The prevalence of LTOT prescriptions (defined by at least one opioid prescription per quarter for at least three consecutive quarters) for CNCP was 1.3% of all insureds. The mean daily dosage of LTOT was 58 (SD 79; minimum 0.3, maximum 2010) mg morphine equivalent/day. The percentage of insureds with high-dose opioid prescriptions (≥100 mg morphine equivalent/day) among LTOT insureds was 15.5%. High-dose LTOT (compared to traditional dose) prescription was associated with younger age, male gender, diagnoses of chronic pain disease, somatoform pain disorder, depression and prescription of anticonvulsants. The pooled 1-year prevalence of abuse/addiction of prescribed opioids (defined by hospital stays because of mental and behavioural disorders due to alcohol, opioids, tranquilizers, multiple substances and intoxications by narcotic agents) was 0.008%. Abuse/addiction of prescribed opioids was associated with younger age, diagnoses of somatoform pain disorder, depression and prescription of tranquilizers.
The study found no signals of an 'opioid epidemic' in Germany. However, careful selection of patients with CNCP considered for LTOT and continuous evaluation during LTOT are warranted.
- "Europe 24 M A N U S C R I P T A C C E P T E D ACCEPTED MANUSCRIPT 5 ( DCAMC , 2012 , Ruscitto et al. , 2014 , Zin et al . , 2014 , Schubert et al . , 2013 , Bandieri et al . , 1 2009 , Garcia del et al. , 2008 , Poulsen et al . , 2013 , Fredheim et al . , 2010 , Hawton et al . , 2012 , 2 NHS , 2011"
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ABSTRACT: A panel of nine experts applied multi-criteria decision analysis (MCDA) to determine the relative overall harm to users and harms to others of street heroin (injected and smoked) and eleven non-medically used prescription opioids. The experts assessed harm scores for each of the 13 opioids on each of 20 harm criteria, weighted the criteria and explored the resulting weighted harm scores for each opioid.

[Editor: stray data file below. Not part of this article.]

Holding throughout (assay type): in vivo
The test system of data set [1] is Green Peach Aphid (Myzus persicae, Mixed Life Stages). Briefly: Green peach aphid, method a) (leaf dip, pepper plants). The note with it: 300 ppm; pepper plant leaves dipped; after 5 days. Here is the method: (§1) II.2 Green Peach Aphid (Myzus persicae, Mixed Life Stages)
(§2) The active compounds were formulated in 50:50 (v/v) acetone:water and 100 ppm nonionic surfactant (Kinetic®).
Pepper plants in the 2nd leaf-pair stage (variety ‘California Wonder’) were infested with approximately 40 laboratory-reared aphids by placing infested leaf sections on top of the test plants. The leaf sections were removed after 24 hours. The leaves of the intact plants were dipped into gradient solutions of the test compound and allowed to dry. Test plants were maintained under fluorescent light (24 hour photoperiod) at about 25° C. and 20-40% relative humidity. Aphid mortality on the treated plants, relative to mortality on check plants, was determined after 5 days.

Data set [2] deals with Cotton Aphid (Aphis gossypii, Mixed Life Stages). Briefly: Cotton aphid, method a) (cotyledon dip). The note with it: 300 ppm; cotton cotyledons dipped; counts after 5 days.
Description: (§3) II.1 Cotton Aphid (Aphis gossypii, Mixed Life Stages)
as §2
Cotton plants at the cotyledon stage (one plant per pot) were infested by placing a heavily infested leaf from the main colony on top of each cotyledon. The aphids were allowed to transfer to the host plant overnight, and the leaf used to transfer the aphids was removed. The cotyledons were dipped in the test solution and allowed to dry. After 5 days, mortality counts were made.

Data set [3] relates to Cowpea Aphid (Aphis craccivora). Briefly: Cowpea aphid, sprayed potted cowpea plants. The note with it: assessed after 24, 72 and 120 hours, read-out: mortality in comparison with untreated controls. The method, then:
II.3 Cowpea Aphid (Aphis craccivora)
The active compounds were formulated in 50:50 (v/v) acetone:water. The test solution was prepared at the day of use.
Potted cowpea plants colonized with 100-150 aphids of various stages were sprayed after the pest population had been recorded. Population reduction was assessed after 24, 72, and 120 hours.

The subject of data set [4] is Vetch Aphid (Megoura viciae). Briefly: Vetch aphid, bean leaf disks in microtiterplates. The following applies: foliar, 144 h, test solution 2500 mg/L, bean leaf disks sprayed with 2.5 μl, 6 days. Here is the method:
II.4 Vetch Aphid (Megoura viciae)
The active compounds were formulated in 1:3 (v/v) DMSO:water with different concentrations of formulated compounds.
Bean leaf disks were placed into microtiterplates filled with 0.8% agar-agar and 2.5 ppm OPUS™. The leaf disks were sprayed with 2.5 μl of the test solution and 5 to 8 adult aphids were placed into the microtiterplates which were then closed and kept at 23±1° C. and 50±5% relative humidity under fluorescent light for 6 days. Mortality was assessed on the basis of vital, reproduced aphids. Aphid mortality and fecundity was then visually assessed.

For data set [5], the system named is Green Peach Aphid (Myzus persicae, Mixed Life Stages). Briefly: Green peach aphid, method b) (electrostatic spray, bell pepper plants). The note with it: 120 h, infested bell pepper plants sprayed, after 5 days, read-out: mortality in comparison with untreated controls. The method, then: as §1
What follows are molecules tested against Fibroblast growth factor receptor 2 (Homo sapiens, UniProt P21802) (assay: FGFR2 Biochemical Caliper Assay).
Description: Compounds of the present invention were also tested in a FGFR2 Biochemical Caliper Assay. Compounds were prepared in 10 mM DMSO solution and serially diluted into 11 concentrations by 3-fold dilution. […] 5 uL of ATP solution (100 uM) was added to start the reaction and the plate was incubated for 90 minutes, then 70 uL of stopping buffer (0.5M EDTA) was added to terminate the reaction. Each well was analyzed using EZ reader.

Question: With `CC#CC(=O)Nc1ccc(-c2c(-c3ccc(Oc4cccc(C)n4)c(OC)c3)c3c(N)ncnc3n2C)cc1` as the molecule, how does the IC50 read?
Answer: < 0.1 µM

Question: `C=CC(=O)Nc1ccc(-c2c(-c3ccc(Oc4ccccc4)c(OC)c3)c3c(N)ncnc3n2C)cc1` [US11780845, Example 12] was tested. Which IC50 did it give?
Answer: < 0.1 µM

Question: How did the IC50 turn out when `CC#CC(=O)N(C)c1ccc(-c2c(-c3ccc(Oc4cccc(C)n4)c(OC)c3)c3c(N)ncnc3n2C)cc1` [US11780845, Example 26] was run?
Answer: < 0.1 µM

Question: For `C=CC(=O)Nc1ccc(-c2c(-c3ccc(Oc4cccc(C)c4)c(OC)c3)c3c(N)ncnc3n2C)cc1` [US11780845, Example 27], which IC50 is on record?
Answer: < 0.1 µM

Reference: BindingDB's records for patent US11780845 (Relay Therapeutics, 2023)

Both forms of heroin scored very high: overall harm score of 99 for injected heroin and 72 for smoked heroin on a scale of 0–100. The main feature that distinguishes both forms of street heroin use is that their harm to others is more than five times that of the other eleven opioids. The overall harm score of fentanyl (including injection of fentanyl extracted from patches) and diamorphine (medically prescribed form of heroin) was 54 and 51, respectively, whereas that of orally used opioids ranged from 32 (pethidine) to 11 (codeine-containing pharmaceuticals). Injected street heroin, fentanyl and diamorphine emerged as most harmful to users, with the latter two very low in harm to others. Pethidine, methadone, morphine and oxycodone are also low in harm to others, while moderate in harm to users.
We conclude that the overall harms of non-medically used prescription opioids are less than half that of injected street heroin. These data may give a basis for precautionary regulatory measures that should be considered if the rising trend in non-medical use of prescription opioids were to become evident in the UK.